Zoë Lindo (now Associate Professor at Uni. Western Ontario).
Bronwyn Rayfield (environmental consultant APEX RMS)
Cecile Albert (now CNRS researcher, Aix en Provence)
Jerome Dupras (now Assistant Professor at Uni. of Quebec at Outaouais)
Vincent Fugere (Assistant Professor, UQTR)
Jorge Negrin Dastis
Sofia van Moorsel (now postdoc U. of Zurich)
Alessandra Loria (PhD, 2020)
Katie Millette (PhD, 2020)
Catalina Gomez (PhD, 2017)
Sarah Leo (PhD, 2016)
Michael Pedruski (PhD, 2015)
Patrick Thompson (PhD, 2015): now Killam Post doc at UBC
Edward Wong (PhD, 2015): now post doc at Princeton U.
Matthew Mitchell (PhD; now post doc UBC)
Jonathan Whiteley (PhD, now Wildlife biologist at Environment and Climate Change Canada, Ottawa)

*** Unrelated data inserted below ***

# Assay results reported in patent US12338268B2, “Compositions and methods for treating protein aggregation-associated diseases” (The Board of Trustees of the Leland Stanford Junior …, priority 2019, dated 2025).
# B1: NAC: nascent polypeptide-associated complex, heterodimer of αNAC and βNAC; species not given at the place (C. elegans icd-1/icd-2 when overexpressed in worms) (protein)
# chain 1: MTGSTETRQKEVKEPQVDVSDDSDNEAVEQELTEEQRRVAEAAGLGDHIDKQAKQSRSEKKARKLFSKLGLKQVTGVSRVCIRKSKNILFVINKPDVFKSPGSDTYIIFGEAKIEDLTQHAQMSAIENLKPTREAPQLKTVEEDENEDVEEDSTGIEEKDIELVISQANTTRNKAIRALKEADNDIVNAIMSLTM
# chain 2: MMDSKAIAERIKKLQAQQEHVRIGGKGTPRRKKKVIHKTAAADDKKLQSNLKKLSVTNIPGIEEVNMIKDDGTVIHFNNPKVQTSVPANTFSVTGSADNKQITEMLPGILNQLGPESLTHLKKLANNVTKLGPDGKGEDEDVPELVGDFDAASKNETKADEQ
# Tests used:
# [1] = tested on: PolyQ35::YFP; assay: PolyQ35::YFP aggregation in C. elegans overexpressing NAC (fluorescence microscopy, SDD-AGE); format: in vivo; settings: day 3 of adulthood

Pradeep Pillai (PhD; now post doc at NorthEastern Uni.)
Georgina (Xoxo) O'Farrill (PhD; now at the Commission for Environmental Cooperation, Montreal).
Tariq Gardezi (PhD)
Nirmala Massin (PhD, Chargée de mission, UPMC, Paris)
Blandine Descamps-Julien (PhD, Chef de projet - Recherche et Développement, Université d'Aix-Marseille)
Krstina Krebs (M.Sc.)
Charles Bazerghi (M.Sc.)
Chloe Debyser (M.Sc)
Shaun Turney (MSc, now PhD McGill University)
Carly Ziter (MSc, now PhD Wisconsin)
Robby Marotte (MSc, now PhD Trent University)
Kyle Martins (MSc, research assistant, McGill University)
Tim Holland (MSc, now PhD at McGill University)
Colin Fontaine (DEA, now CNRS, Mueseum, National D'Histoire Naturelle, Paris)
Delphine Saudo (DEA)